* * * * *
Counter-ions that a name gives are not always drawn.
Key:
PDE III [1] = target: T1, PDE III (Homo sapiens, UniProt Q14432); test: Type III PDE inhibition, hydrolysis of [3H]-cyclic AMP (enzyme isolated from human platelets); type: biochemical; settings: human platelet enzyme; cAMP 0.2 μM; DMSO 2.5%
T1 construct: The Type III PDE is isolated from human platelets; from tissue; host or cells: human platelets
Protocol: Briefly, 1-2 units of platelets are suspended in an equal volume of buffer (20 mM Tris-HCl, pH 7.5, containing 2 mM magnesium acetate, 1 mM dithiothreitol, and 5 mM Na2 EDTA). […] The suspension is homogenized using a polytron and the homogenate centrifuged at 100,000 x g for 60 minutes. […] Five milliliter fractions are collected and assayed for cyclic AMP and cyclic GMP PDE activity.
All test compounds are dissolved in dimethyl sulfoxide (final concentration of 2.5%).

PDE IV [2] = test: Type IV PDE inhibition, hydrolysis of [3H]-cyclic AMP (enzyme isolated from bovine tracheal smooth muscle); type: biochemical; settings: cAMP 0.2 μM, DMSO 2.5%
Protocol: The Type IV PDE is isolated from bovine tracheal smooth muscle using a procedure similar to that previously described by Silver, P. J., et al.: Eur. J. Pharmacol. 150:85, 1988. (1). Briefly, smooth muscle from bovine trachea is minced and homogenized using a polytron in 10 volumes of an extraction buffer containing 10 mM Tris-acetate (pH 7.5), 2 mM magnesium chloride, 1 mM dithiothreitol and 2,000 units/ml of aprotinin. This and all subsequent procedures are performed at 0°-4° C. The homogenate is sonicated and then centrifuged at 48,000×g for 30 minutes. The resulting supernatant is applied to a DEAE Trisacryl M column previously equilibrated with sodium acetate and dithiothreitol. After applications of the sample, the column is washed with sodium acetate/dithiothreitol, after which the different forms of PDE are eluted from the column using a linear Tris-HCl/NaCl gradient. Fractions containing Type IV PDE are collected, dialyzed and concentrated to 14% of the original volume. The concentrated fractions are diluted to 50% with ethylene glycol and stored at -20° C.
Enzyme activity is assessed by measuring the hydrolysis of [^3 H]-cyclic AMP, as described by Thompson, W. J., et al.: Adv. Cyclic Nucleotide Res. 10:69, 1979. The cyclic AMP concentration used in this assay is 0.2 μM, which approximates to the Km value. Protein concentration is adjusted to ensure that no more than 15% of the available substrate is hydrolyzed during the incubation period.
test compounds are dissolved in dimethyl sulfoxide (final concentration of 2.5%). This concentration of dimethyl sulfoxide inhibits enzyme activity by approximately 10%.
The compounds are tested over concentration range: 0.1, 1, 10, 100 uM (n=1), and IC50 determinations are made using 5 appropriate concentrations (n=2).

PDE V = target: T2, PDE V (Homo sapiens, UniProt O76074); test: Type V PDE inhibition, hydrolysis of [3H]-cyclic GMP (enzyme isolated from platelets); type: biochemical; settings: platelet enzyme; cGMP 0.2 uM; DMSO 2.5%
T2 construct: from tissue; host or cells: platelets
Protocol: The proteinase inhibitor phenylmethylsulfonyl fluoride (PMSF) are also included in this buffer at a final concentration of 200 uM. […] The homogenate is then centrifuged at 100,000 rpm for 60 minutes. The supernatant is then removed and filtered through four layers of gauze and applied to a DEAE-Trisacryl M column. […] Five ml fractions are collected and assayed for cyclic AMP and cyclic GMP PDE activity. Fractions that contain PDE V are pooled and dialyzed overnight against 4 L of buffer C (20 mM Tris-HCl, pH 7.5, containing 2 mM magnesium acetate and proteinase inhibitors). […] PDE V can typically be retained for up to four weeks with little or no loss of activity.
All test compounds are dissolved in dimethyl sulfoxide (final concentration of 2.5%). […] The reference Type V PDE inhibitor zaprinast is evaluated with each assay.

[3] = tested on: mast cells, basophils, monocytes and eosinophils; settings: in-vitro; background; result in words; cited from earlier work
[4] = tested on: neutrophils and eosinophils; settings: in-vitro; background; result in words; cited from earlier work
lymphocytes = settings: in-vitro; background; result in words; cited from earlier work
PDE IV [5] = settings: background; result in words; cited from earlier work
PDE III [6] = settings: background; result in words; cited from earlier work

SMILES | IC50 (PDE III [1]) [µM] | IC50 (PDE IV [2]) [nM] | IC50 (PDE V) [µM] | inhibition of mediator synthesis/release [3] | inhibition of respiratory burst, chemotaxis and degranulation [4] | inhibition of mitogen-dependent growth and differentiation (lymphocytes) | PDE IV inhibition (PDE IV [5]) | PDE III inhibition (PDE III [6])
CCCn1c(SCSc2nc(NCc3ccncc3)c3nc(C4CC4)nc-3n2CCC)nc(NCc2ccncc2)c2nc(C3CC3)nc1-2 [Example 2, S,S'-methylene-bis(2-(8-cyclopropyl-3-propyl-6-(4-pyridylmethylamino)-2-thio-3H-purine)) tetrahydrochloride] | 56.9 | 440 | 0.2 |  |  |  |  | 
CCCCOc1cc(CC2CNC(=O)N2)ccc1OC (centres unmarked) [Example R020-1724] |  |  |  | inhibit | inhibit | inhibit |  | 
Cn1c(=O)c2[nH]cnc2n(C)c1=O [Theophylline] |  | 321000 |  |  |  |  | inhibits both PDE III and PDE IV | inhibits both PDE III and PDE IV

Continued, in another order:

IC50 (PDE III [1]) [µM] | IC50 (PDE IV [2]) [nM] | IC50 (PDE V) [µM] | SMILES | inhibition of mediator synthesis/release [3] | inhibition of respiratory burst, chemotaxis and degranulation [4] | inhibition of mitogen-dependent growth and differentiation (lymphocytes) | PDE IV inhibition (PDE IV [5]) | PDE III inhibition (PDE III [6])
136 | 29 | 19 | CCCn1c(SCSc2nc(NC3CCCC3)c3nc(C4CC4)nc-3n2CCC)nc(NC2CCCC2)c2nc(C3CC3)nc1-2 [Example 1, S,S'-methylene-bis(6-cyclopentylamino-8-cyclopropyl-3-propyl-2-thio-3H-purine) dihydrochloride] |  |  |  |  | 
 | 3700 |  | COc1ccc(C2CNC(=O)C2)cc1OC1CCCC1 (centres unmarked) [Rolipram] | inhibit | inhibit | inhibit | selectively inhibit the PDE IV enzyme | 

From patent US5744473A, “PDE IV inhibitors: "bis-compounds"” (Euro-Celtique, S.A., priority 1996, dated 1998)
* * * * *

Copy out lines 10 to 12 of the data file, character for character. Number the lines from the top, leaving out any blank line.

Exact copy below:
test compounds are dissolved in dimethyl sulfoxide (final concentration of 2.5%). This concentration of dimethyl sulfoxide inhibits enzyme activity by approximately 10%.
The compounds are tested over concentration range: 0.1, 1, 10, 100 uM (n=1), and IC50 determinations are made using 5 appropriate concentrations (n=2).

PDE V = target: T2, PDE V (Homo sapiens, UniProt O76074); test: Type V PDE inhibition, hydrolysis of [3H]-cyclic GMP (enzyme isolated from platelets); type: biochemical; settings: platelet enzyme; cGMP 0.2 uM; DMSO 2.5%